My friend Kathleen

Kathleen retired at around 40 from a high-level executive position with a major hi-tech company. She told me that she was a real hard-ass, didn’t have much compassion for employees who wanted to stay home with a sick family member. That’s hard to believe.

I met Kathleen eight years ago at DansKinetics (yoga + free-from movement) training at the Kripalu Center for Yoga & Health in Lenox, Mass. She was trying out what she would do next, as was I.

Yesterday Kathleen called me through Skype from Geris, the Turkish village where she’s lived for the past three years. Coming from Rhode Island, she’s a capable sailor and has also spent time sailing around the Greek Isles.

Kathleen has cooked at organic restaurants, became an esthetician, learned Reiki, created pottery, spent six months in India and headed a school in Pakistan for a few years.

She’s a different person than her  formerly uptight corporate self, she tells me. Her face often seems illuminated by kindness. Kathleen is spiritual but not religious,  and the most open-minded person I know. She doesn’t take any crap but can get along with anybody.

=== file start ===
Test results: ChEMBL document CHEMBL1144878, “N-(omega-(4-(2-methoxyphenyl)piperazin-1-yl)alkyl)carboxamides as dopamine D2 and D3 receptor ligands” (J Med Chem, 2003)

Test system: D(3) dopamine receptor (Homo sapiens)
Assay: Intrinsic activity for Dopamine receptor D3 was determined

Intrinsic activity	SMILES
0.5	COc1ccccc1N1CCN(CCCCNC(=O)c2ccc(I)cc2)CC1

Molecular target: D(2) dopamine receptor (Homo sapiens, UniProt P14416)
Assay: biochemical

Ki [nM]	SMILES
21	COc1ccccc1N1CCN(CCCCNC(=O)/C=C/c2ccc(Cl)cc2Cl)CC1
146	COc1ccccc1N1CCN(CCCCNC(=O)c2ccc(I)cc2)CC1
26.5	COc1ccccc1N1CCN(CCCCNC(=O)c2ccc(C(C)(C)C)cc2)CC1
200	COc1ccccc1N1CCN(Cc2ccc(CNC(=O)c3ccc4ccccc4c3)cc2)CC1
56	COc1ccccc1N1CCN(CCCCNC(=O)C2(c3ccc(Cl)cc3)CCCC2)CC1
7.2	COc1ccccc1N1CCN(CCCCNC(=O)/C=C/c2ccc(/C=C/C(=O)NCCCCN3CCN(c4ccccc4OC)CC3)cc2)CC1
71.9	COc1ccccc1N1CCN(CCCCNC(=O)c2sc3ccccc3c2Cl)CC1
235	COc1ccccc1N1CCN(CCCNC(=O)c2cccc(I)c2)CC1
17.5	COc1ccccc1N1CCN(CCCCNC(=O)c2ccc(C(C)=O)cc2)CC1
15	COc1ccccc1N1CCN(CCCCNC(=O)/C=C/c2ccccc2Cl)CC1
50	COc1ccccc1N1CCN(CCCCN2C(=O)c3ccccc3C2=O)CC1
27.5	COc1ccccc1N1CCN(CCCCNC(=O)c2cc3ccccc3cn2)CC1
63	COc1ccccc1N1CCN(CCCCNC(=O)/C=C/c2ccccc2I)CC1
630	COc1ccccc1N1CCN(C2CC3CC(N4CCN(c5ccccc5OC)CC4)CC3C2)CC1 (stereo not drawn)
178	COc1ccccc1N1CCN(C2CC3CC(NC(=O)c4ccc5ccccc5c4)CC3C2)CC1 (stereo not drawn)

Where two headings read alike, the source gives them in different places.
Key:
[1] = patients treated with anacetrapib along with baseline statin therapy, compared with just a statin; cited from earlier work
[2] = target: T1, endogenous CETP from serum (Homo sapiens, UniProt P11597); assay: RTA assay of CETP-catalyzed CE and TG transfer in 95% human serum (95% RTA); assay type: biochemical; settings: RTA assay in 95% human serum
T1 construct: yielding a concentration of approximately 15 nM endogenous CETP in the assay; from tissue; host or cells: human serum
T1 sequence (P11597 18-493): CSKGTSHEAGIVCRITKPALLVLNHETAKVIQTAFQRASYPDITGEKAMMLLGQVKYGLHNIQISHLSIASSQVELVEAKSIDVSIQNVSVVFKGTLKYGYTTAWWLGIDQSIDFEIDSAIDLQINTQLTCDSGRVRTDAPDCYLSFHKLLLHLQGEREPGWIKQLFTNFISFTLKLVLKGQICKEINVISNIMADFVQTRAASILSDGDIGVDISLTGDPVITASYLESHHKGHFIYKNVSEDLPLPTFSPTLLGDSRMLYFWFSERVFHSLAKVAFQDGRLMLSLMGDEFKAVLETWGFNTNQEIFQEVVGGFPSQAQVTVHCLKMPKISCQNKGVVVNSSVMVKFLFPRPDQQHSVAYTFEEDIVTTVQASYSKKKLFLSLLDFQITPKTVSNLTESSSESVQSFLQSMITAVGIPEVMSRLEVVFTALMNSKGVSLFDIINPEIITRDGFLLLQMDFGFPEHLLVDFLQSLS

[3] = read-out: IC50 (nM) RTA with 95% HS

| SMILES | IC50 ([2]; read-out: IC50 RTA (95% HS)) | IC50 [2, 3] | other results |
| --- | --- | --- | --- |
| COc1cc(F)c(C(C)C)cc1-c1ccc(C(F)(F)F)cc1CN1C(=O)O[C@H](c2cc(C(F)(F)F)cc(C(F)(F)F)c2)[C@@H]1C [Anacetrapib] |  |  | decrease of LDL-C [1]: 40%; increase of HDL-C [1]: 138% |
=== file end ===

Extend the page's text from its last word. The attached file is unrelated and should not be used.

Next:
In my last post I mentioned that my world seems smaller, not in a bad way. Today I’ve changed my mind. Looking at the photos Kathleen e-mailed of the view across from the small house she rents, there was the blue blue Mediterranean.

The southwest coast of Turkey, she says, is very European. It’s easier to live there than in Pakistan, where she purchased rice at the market, had to pick the rocks out and thoroughly wash it before she could cook it. In Turkey she goes to the outdoor market, buys rice, takes it home and prepares it.

I’ve never experienced any of this.

Just the other day, I heard about the remote possibility of participating in a trip bringing together Israelis and Arabs. Yesterday I read that Nicholas Kristoff, the New York Times columnist, is looking for someone over 60 to travel to a developing country with him and a recent college graduate.

It wouldn’t be an easy trip but it would be eye-opening. I think I might apply.

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One Response to My friend Kathleen

  1. Julie Ray says:

    Go for it!

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